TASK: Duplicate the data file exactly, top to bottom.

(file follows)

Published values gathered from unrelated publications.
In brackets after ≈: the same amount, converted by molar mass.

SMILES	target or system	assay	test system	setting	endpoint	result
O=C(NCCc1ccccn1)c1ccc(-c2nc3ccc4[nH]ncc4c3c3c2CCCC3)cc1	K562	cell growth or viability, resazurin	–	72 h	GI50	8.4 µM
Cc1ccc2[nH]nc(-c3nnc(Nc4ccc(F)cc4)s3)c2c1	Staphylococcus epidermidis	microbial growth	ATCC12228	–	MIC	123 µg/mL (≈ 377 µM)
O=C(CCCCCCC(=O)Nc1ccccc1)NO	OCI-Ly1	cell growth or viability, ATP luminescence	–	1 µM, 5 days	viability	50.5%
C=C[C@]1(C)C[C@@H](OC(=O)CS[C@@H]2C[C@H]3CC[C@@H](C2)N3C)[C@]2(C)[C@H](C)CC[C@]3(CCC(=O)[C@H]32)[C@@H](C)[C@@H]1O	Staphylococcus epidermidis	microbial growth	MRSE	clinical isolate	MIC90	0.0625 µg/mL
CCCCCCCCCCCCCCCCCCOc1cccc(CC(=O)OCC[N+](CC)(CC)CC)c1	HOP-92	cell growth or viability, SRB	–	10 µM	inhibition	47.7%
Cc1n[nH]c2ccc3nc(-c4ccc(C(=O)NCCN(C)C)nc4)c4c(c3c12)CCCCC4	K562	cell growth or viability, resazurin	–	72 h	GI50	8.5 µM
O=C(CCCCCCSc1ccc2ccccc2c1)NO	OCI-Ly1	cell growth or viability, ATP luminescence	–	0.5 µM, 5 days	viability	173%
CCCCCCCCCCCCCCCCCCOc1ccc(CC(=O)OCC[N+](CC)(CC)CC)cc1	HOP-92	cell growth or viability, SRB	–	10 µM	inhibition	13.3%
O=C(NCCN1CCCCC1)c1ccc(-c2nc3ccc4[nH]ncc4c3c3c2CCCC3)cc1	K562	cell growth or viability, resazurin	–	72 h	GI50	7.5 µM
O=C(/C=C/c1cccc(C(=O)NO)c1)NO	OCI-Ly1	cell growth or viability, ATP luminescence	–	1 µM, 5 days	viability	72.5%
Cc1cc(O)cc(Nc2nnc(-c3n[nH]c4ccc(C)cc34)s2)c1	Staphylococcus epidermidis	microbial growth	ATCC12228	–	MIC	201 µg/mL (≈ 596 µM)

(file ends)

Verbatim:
Published values gathered from unrelated publications.
In brackets after ≈: the same amount, converted by molar mass.

SMILES	target or system	assay	test system	setting	endpoint	result
O=C(NCCc1ccccn1)c1ccc(-c2nc3ccc4[nH]ncc4c3c3c2CCCC3)cc1	K562	cell growth or viability, resazurin	–	72 h	GI50	8.4 µM
Cc1ccc2[nH]nc(-c3nnc(Nc4ccc(F)cc4)s3)c2c1	Staphylococcus epidermidis	microbial growth	ATCC12228	–	MIC	123 µg/mL (≈ 377 µM)
O=C(CCCCCCC(=O)Nc1ccccc1)NO	OCI-Ly1	cell growth or viability, ATP luminescence	–	1 µM, 5 days	viability	50.5%
C=C[C@]1(C)C[C@@H](OC(=O)CS[C@@H]2C[C@H]3CC[C@@H](C2)N3C)[C@]2(C)[C@H](C)CC[C@]3(CCC(=O)[C@H]32)[C@@H](C)[C@@H]1O	Staphylococcus epidermidis	microbial growth	MRSE	clinical isolate	MIC90	0.0625 µg/mL
CCCCCCCCCCCCCCCCCCOc1cccc(CC(=O)OCC[N+](CC)(CC)CC)c1	HOP-92	cell growth or viability, SRB	–	10 µM	inhibition	47.7%
Cc1n[nH]c2ccc3nc(-c4ccc(C(=O)NCCN(C)C)nc4)c4c(c3c12)CCCCC4	K562	cell growth or viability, resazurin	–	72 h	GI50	8.5 µM
O=C(CCCCCCSc1ccc2ccccc2c1)NO	OCI-Ly1	cell growth or viability, ATP luminescence	–	0.5 µM, 5 days	viability	173%
CCCCCCCCCCCCCCCCCCOc1ccc(CC(=O)OCC[N+](CC)(CC)CC)cc1	HOP-92	cell growth or viability, SRB	–	10 µM	inhibition	13.3%
O=C(NCCN1CCCCC1)c1ccc(-c2nc3ccc4[nH]ncc4c3c3c2CCCC3)cc1	K562	cell growth or viability, resazurin	–	72 h	GI50	7.5 µM
O=C(/C=C/c1cccc(C(=O)NO)c1)NO	OCI-Ly1	cell growth or viability, ATP luminescence	–	1 µM, 5 days	viability	72.5%
Cc1cc(O)cc(Nc2nnc(-c3n[nH]c4ccc(C)cc34)s2)c1	Staphylococcus epidermidis	microbial growth	ATCC12228	–	MIC	201 µg/mL (≈ 596 µM)